(Bloomberg) — In 1979, the extended stay housing company Oakwood was already a booming business, and co-founder Howard Ruby was traveling constantly. “It was the Airbnb of its day,” says Ruby, who’s since stepped away from the company. “These were furnished apartments that were rented by the month.”
In his travels–Oakwood eventually operated in more than 16 countries, he says–Ruby developed a fondness for old world European grandeur. “I was living in Bel Air, in a rather modern house,” he explains, but after seeing the best of Italy and France, he wanted something different.
He found it in the form of a Tuscan villa-style mansion in a tiny cul-de-sac flanked by the Bel Air Country Club’s golf course. “The location appealed to me,” Ruby says. “The idea that it was an island, basically. It’s like a European castle with a moat around it. The privacy was extraordinary.”
He spent three years renovating the house, making what he says were 17 separate trips to Europe as well as journeys to Japan and Hong Kong to buy furnishings and interior decoration.
After he married actress Yvette Mimieux in 1986, the two spent 30 years improving the property. When the house next door came on the market about 15 years ago, they bought that and converted it into guest quarters and an art studio in a design inspired by the architecture of Bali.
But when Ruby lost his eyesight seven years ago, the house and its many objets became less appealing. During the Covid-19 pandemic, he took up sculling (in a double, with his rowing partner behind him and helping to steer) and moved onto a yacht in Marina del Rey. Mimieux moved into the smaller, more manageable house full-time and devoted herself to painting. As a consequence, they put the larger house on the market for $45 million last year.
Mimieux died in January at the age of 80, so Ruby has relisted the entire, 1.5-acre property for $49.5 million with Linda May of Linda May Properties, Kurt Rappaport of Westside Estates Agency, and Jade Mills of Coldwell Banker. The furniture and decoration isn’t included in the price, but could be included in the sale. “That’s going to be negotiated,” Ruby says. “We’ll figure something out.”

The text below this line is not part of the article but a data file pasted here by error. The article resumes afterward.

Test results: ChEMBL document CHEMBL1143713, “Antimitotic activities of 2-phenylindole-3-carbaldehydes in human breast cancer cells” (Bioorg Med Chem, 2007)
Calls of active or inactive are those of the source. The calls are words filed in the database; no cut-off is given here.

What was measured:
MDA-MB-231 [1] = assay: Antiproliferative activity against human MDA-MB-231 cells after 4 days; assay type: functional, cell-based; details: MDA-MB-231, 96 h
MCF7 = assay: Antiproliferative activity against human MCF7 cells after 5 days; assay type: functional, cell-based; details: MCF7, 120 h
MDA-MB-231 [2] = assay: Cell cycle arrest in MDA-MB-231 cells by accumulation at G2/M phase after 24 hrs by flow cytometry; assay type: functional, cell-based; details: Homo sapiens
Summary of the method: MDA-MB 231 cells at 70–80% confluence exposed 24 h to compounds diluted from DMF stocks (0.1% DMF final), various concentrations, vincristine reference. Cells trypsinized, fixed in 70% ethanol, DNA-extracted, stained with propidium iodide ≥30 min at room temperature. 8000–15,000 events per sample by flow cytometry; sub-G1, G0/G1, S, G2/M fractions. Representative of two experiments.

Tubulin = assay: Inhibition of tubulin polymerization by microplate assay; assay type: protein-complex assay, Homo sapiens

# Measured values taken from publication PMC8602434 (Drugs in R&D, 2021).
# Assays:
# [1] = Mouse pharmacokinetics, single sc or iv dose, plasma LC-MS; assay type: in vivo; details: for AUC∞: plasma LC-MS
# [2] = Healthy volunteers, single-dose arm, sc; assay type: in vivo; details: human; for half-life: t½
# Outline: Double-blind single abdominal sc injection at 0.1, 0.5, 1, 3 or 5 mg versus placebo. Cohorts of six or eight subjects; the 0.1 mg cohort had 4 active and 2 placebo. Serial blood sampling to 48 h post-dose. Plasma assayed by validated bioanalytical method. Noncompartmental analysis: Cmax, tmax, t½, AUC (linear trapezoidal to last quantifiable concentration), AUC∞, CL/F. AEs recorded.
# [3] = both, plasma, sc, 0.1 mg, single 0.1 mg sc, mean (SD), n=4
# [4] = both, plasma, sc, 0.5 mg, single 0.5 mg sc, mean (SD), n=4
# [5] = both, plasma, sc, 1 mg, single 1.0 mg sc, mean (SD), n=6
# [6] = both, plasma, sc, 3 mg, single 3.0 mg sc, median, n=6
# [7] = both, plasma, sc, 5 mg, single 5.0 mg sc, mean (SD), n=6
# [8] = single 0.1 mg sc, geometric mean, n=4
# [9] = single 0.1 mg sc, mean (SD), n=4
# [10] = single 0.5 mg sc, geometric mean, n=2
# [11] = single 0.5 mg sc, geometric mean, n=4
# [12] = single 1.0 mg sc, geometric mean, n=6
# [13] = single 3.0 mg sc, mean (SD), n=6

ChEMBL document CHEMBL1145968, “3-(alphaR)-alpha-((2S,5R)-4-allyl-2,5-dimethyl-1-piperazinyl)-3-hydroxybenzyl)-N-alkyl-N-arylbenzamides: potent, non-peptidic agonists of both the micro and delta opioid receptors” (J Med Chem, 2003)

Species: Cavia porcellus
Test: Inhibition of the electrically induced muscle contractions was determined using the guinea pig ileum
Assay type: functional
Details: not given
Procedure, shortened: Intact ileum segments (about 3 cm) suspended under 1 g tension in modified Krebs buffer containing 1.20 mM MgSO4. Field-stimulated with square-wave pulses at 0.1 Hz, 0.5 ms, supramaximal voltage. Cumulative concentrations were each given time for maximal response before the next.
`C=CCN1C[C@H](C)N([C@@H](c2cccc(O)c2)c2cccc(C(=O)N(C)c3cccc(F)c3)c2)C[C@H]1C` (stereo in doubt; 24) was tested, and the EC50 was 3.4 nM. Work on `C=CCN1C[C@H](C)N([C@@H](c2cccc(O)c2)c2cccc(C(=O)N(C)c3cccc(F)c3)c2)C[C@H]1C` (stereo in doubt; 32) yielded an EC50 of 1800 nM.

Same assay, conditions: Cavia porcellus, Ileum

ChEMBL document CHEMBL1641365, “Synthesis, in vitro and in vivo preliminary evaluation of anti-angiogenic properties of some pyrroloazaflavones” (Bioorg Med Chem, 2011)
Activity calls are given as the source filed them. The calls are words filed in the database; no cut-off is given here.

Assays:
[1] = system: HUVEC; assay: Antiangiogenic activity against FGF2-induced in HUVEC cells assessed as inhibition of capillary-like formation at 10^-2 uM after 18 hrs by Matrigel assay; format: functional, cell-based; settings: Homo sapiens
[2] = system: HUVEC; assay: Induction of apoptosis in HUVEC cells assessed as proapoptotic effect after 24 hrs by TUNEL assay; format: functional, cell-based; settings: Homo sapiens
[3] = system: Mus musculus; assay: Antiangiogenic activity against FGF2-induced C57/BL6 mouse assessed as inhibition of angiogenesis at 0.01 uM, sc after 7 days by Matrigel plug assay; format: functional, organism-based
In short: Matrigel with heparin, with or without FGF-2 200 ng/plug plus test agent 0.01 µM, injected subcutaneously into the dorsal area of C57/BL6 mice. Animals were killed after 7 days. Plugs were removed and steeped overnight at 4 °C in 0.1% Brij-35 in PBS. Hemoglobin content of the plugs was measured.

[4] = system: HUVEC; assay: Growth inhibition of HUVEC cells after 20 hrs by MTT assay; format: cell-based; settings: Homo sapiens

The main home spans more than 10,600 square feet and includes five bedrooms, plus a staff bedroom, seven full bathrooms, and two half-bathrooms.
Every room in the house, Ruby says, is decorated in a different style, an idea he got from visiting a bed-and-breakfast in Italy. “The family added to it for three or four hundred years,” he says. “It wasn’t built in one go. Every room in the house was added during a different century.” That led, he continues, “to making each room its own set piece.” One room is entirely from Venice, for instance, while another is inspired by Milan.
Ruby was helped by the celebrity decorator Kalef Alaton, who advised him on what to buy and where to find inspiration. Combining business with pleasure, he says, “I had meetings in Paris and London and offices there, and many times I’d go on business and then go to all the antique stores and auctions at night.”
Ruby also brought Europe to Los Angeles in the form of Italian artisans who painted various rooms in the house. “The living room is a work of art,” he says. “Absolutely gorgeous–and the bedroom is frescoed.” Even the house’s lighting scheme, he says, was created by a French lighting designer.
The main floor of the house begins with a large foyer and leads to a formal living room. There’s also a formal dining room, a breakfast room and kitchen, and a room Ruby calls l’Orangerie–a vast entertainment space with a vaulted glass ceiling.
A meandering garden path leads to the second home, which was Mimieux’s haven. That house has three bedrooms and five bathrooms in just under 5,000 square feet. There’s also a one-bedroom, one-bath cabana nearby. “Decoration was my wife’s fantasy,” he explains. “We called it Balinese architecture with a touch of Trinidad, but it was all her design.”
Inspiration came from a month-long trip to Bali. “We had wonderful times there,” Ruby says, “and we were in Java and other parts of Indonesia, so we traveled the world a great deal.”
Designed for Entertainment
The manicured grounds include two pools, a variety of terraces and outdoor entertaining areas, a sunken lawn, fountains, grottos, and trees.
Ruby says that he and Mimieux often hosted parties for several hundred people. Presidents, including Ronald Reagan, made appearances in the house, and Ruby and Mimieux held their wedding there. “We loved having people,” he says. “And there’s a big commercial kitchen that we decorated some, but it’s everything a major chef would want.”
Eventually though, the couple began to slow down, and “the house was just too big,” Ruby says. “We weren’t entertaining on that scale anymore, and we began to talk about selling it.”
Now that he’s living on a boat, he continues, “I don’t need the antiques, so someone might just want to buy the house the way it is.”
Others, he acknowledges, “might want to modernize it and just use the bones and great location–and add a wing.”
At this point, Ruby is unsentimental about saying goodbye to the property into which he poured so much time and energy: “I had all those years to enjoy it.”
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